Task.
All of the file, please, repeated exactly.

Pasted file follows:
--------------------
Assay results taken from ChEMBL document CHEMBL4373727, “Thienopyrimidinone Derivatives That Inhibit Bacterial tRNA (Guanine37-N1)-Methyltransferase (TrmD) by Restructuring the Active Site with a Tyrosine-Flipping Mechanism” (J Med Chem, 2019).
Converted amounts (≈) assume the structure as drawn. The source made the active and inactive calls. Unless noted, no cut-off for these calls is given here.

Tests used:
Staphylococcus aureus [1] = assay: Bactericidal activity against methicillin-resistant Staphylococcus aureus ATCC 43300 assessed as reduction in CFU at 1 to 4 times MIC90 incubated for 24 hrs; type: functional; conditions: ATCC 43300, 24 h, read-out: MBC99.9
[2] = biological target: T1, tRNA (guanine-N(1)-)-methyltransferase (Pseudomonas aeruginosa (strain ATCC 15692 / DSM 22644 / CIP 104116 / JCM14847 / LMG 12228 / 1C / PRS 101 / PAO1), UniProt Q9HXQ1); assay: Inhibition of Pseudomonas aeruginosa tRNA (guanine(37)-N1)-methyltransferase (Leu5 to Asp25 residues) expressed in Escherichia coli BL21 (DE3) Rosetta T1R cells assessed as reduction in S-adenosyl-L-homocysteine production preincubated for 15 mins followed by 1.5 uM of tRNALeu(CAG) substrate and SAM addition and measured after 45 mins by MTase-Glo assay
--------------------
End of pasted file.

Assay results taken from ChEMBL document CHEMBL4373727, “Thienopyrimidinone Derivatives That Inhibit Bacterial tRNA (Guanine37-N1)-Methyltransferase (TrmD) by Restructuring the Active Site with a Tyrosine-Flipping Mechanism” (J Med Chem, 2019).
Converted amounts (≈) assume the structure as drawn. The source made the active and inactive calls. Unless noted, no cut-off for these calls is given here.

Tests used:
Staphylococcus aureus [1] = assay: Bactericidal activity against methicillin-resistant Staphylococcus aureus ATCC 43300 assessed as reduction in CFU at 1 to 4 times MIC90 incubated for 24 hrs; type: functional; conditions: ATCC 43300, 24 h, read-out: MBC99.9
[2] = biological target: T1, tRNA (guanine-N(1)-)-methyltransferase (Pseudomonas aeruginosa (strain ATCC 15692 / DSM 22644 / CIP 104116 / JCM14847 / LMG 12228 / 1C / PRS 101 / PAO1), UniProt Q9HXQ1); assay: Inhibition of Pseudomonas aeruginosa tRNA (guanine(37)-N1)-methyltransferase (Leu5 to Asp25 residues) expressed in Escherichia coli BL21 (DE3) Rosetta T1R cells assessed as reduction in S-adenosyl-L-homocysteine production preincubated for 15 mins followed by 1.5 uM of tRNALeu(CAG) substrate and SAM addition and measured after 45 mins by MTase-Glo assay